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Sunday, September 8, 2013

How to: Restore the past and return it. (Updated)

I promised to update this story once I returned the items. To read that section skip to the bottom of this post. To read the story from the beginning, start with the link to the Patch article below. 

This is a continuation of a story that started on Patch. Read from the beginning here.

Every now and then, when I feel the need to question why I chose Urban Archeology as a hobby, my own searches present me with the answer.

The sad news of John Krizan's death.

The discovery of clippings and photos from 2 Connecticut brothers who served in WWII, and their story, made me ask the question: What do I do with this?

Martin Krizan

Feeling it was maybe too personal to post, I held on to these items and shared it with some people I know from the area.

Enter my friend Leo McIlrath, Ecumenical Chaplin with a long history in senior and social service in and around the Danbury area. When I shared my find with him he immediately offered to see if he could locate a member of the family. I didn’t think it possible, but just this week I received a phone message that he had found a member of the Krizan family and they were very much interested in what I had found.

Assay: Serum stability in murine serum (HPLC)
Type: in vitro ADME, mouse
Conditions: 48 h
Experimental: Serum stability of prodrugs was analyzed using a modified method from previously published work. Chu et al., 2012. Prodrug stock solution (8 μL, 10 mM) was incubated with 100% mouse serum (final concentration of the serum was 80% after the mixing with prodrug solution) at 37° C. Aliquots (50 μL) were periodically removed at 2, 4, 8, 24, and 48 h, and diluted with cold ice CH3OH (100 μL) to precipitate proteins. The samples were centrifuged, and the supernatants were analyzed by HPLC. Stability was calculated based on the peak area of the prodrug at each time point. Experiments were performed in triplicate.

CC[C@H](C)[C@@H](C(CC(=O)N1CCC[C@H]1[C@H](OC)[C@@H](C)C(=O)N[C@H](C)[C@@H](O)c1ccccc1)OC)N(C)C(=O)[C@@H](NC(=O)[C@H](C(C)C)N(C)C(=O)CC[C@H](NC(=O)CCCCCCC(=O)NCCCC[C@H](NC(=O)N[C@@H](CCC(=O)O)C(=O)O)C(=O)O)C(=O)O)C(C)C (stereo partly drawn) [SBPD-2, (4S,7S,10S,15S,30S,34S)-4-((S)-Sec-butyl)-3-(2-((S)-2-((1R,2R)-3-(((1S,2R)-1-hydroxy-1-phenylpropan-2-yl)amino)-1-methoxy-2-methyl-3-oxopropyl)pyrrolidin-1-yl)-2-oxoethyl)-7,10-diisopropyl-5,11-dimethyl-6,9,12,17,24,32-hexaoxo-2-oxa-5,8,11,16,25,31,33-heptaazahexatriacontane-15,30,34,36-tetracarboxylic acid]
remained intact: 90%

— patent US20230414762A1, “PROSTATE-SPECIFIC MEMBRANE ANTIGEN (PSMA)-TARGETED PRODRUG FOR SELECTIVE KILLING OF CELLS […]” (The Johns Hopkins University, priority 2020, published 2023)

Original Photo
In the group shot in which Martin Krizan appears you will notice is in very poor condition. Knowing something about photo restoration I was able to repair much of the damage.
I HAVE connected with Leo  (READ BELOW) yet to return these items to the Krizan family, but it gave me an opportunity to begin writing the story and if you check back I will share its closure. When we do meet, whether in person or by exchange through Leo McIlrath they will have at least one item in better condition than when I found it. 
Original photo's reverse
I was thrilled to get the call a few days after originally posting this story from my friend Leo (mentioned above). He had reached out to one of the surviving brothers of  Martin and John Krizan and told him about my discovery. Last week, I visited Mr and Mrs George Krizan in their kitchen with Leo to share memories of their family and...
 ...return the items that belonged to the brothers. I gave a black 3-ring binder with the items inside page protectors to George and in return got some great stories above their memories of growing up in Danbury and what the city used to look like when hat factories and stores were everywhere. George shared one story of his days in the hat factory that produced a hat made for President Dwight D. Eisenhower. "Everyone in the shop took turns putting on Eisenhower's hat." What a picture that would be to have. 


  1. What a great story! Thanks. I too look at pieces of people's lives and families and wonder. The restoration is nice. Good of you to pursue it.

  2. That's just great. I hope you find some family that want all this. I know I would.


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